Well, the news is out. In June next year Mistress Agnes and Master Christopher will be wending their way to the land of the New Zeas. They do have a problem with this because in their time, this land is unknown to the folk of Darkest Devon. The old Zea Land be far enough and wet and flat they hear. How will they find their way to this mysterious New Zea Land? How long will it take the horses to traverse mountain and moor? There’s a rumour that they need to cross the high seas. Mistress Agnes is searching her herbal for a cure for seasickness. Master Christopher is preparing to accost excise men in the interests of getting clyster and head saw into this strange land. As barber surgeon on a voyage or two he at least is used to a life on the waves. Do we believe these new fangled scientists who tell us that the earth be round – ’tis a strange notion. If the world be flat, will our intrepid pair fall off the edge? ’Tis a pity they cannot fly like the birds of the air. Folk flying, what a ridiculous concept.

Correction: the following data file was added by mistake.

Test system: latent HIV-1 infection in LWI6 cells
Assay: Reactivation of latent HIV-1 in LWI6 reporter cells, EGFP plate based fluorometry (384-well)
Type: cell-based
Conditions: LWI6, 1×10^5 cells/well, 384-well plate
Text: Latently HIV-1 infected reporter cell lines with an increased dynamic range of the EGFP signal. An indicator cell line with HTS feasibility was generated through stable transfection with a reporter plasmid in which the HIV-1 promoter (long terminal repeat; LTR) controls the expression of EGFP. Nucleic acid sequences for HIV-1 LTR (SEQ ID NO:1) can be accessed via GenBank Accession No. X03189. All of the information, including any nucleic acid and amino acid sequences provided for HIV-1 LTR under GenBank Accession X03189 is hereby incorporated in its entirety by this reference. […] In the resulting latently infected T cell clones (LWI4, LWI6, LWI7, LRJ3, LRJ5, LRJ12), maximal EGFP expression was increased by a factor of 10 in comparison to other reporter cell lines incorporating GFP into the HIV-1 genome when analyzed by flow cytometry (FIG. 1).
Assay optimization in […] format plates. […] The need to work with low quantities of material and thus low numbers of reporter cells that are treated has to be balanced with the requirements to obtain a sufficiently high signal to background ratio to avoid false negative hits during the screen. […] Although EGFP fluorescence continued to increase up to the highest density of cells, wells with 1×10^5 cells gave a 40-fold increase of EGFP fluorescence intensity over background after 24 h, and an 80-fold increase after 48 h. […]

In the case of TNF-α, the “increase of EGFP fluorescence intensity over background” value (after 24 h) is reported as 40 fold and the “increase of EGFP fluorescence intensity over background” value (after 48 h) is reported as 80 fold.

Rumour has it that certain members of the Swords and Spindles entourage may be going to tread a measure at Poundstock Gildhouse next week. Mistress Agnes has sought out some advice for Master Christopher. Will he heed the words of wisdom one wonders?
“You must always be garbed to perfection and your codpiece must be well tied. We sometimes see codpieces slip to the ground during the basse dance so you must tie them well. Furthermore never fart when you are dancing; grit your teeth and compel your arse to hold back the fart. Do not have a dripping nose and do not dribble at the mouth.
No woman desires a man with rabies. And refrain from spitting before the maidens, because that makes one sick and even revolts the stomach. If you spit or blow your nose or sneeze, remember to turn your head away after the spasm; and remember not to wipe your nose with your fingers; do it properly with a white handkerchief. Do not eat either leeks or onions because they leave an unpleasant odour in the mouth.”